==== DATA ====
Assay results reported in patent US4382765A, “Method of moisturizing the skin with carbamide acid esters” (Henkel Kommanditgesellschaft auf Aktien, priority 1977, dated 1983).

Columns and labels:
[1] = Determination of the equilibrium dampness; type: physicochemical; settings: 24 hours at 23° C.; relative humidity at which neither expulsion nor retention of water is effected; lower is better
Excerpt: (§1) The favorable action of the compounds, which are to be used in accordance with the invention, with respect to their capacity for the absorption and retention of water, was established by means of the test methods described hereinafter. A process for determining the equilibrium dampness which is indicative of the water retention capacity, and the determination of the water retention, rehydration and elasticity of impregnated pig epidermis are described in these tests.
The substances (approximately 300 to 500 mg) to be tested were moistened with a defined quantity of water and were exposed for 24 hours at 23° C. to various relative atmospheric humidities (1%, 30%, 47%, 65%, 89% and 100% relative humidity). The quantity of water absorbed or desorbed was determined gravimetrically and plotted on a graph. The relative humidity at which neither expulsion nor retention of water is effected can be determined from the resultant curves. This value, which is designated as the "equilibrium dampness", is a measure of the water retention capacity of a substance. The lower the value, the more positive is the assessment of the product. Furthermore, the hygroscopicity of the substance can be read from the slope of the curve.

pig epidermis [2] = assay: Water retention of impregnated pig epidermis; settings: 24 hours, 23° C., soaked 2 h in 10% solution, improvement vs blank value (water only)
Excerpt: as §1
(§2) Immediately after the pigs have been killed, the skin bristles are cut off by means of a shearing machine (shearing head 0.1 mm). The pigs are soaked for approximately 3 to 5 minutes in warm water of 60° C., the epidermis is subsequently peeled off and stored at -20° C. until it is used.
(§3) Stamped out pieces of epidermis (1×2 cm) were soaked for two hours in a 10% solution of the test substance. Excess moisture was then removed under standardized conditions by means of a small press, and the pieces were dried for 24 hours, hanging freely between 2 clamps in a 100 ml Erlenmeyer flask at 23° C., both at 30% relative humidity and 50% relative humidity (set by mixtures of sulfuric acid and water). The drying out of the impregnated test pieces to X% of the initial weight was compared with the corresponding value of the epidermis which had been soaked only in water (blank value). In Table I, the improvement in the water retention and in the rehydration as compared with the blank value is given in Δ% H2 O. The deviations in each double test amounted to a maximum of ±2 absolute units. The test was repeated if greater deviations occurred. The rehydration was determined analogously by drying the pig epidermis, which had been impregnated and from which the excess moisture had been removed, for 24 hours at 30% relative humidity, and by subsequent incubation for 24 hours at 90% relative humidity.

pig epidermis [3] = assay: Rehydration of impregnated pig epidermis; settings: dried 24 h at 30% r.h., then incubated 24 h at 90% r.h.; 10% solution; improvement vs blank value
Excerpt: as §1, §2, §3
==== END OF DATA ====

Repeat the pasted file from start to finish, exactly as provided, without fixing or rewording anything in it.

Assay results reported in patent US4382765A, “Method of moisturizing the skin with carbamide acid esters” (Henkel Kommanditgesellschaft auf Aktien, priority 1977, dated 1983).

Columns and labels:
[1] = Determination of the equilibrium dampness; type: physicochemical; settings: 24 hours at 23° C.; relative humidity at which neither expulsion nor retention of water is effected; lower is better
Excerpt: (§1) The favorable action of the compounds, which are to be used in accordance with the invention, with respect to their capacity for the absorption and retention of water, was established by means of the test methods described hereinafter. A process for determining the equilibrium dampness which is indicative of the water retention capacity, and the determination of the water retention, rehydration and elasticity of impregnated pig epidermis are described in these tests.
The substances (approximately 300 to 500 mg) to be tested were moistened with a defined quantity of water and were exposed for 24 hours at 23° C. to various relative atmospheric humidities (1%, 30%, 47%, 65%, 89% and 100% relative humidity). The quantity of water absorbed or desorbed was determined gravimetrically and plotted on a graph. The relative humidity at which neither expulsion nor retention of water is effected can be determined from the resultant curves. This value, which is designated as the "equilibrium dampness", is a measure of the water retention capacity of a substance. The lower the value, the more positive is the assessment of the product. Furthermore, the hygroscopicity of the substance can be read from the slope of the curve.

pig epidermis [2] = assay: Water retention of impregnated pig epidermis; settings: 24 hours, 23° C., soaked 2 h in 10% solution, improvement vs blank value (water only)
Excerpt: as §1
(§2) Immediately after the pigs have been killed, the skin bristles are cut off by means of a shearing machine (shearing head 0.1 mm). The pigs are soaked for approximately 3 to 5 minutes in warm water of 60° C., the epidermis is subsequently peeled off and stored at -20° C. until it is used.
(§3) Stamped out pieces of epidermis (1×2 cm) were soaked for two hours in a 10% solution of the test substance. Excess moisture was then removed under standardized conditions by means of a small press, and the pieces were dried for 24 hours, hanging freely between 2 clamps in a 100 ml Erlenmeyer flask at 23° C., both at 30% relative humidity and 50% relative humidity (set by mixtures of sulfuric acid and water). The drying out of the impregnated test pieces to X% of the initial weight was compared with the corresponding value of the epidermis which had been soaked only in water (blank value). In Table I, the improvement in the water retention and in the rehydration as compared with the blank value is given in Δ% H2 O. The deviations in each double test amounted to a maximum of ±2 absolute units. The test was repeated if greater deviations occurred. The rehydration was determined analogously by drying the pig epidermis, which had been impregnated and from which the excess moisture had been removed, for 24 hours at 30% relative humidity, and by subsequent incubation for 24 hours at 90% relative humidity.

pig epidermis [3] = assay: Rehydration of impregnated pig epidermis; settings: dried 24 h at 30% r.h., then incubated 24 h at 90% r.h.; 10% solution; improvement vs blank value
Excerpt: as §1, §2, §3